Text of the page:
South Africa’s efforts to introduce biometric screening at ports of entry are well underway, according to a new statement from Home Affairs Minister Malusi Gigaba.
First announced in November, the project seems to have been initiated quickly. The government introduced its Movement Control System (eMCS) Biometric Pilot project at Lanseria International Airport that same month, and this month it has brought it to international airports in Cape Town, King Shaka, and OR Tambo. Gigaba explained that the four pilot sites are only testing the technology through “selected processing counters,” but that this process would be expanded early next year, with the first phase of the biometric trail to conclude by the end of March.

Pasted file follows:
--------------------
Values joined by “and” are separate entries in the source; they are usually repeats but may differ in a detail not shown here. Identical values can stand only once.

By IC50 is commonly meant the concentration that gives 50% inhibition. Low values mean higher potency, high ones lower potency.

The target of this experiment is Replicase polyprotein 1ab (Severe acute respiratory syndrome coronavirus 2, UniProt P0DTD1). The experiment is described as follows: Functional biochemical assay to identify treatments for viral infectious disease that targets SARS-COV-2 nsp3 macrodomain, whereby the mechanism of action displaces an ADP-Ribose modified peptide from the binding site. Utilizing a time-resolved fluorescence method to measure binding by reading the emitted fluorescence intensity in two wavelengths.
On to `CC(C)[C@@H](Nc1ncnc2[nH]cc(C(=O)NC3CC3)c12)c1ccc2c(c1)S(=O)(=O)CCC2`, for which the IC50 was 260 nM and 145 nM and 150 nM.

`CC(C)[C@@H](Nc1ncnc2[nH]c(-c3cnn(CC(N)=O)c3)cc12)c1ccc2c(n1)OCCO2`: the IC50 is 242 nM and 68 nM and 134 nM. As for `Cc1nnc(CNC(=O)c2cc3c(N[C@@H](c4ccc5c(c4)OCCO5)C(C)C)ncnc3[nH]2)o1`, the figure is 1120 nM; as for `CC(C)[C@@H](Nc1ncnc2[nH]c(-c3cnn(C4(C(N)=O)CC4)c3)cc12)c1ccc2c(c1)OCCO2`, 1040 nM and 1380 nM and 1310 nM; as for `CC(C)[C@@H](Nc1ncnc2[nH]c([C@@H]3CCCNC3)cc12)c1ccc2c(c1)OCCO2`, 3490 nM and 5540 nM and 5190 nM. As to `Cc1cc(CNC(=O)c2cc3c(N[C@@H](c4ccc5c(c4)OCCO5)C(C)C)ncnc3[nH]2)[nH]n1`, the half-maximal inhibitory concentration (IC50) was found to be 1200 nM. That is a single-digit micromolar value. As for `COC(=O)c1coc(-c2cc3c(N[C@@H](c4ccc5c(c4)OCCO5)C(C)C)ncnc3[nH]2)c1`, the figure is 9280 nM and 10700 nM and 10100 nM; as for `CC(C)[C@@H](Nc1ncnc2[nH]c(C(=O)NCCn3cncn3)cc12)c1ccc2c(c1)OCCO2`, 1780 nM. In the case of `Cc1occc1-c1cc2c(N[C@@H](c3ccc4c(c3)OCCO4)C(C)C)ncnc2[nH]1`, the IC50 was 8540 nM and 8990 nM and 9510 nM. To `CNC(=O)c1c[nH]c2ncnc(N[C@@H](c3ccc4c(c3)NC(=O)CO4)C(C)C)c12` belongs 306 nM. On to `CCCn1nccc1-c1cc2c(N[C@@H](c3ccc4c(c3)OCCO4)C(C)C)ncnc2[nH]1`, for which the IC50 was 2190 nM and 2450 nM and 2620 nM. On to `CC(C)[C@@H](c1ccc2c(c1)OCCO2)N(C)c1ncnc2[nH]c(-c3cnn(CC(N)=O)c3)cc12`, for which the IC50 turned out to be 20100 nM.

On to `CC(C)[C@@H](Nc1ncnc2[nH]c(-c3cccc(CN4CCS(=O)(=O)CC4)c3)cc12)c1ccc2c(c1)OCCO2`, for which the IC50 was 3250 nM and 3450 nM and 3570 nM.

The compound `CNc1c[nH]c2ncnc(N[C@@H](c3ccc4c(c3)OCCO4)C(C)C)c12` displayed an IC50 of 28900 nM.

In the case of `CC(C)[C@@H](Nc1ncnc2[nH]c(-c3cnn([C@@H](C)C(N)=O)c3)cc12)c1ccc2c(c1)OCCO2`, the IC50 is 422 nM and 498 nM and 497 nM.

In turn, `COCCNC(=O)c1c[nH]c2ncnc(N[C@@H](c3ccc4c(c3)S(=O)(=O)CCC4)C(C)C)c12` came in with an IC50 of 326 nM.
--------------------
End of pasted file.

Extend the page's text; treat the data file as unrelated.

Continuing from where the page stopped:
The multimodal system captures both facial and fingerprint biometrics, with all ten prints collected in the initial registration, and only single fingers used in subsequent screenings. It’s starting out as a means of screening at ports of entry, but the ultimate aim is to scan travelers who are both arriving and departing.
Gigaba stressed that “South Africa is not the only country in the world” implementing this kind of biometric screening, and rightly so. As Europe’s refugee migration crisis continues, biometric screening is becoming increasingly useful for its benefits in both security and efficiency; and as concerns about terrorism mount, countries like the US are looking to enhance their use of biometrics at the border as well. It’s part of a much larger, long-term trend underway across the globe.
December 17, 2015 – by Alex Perala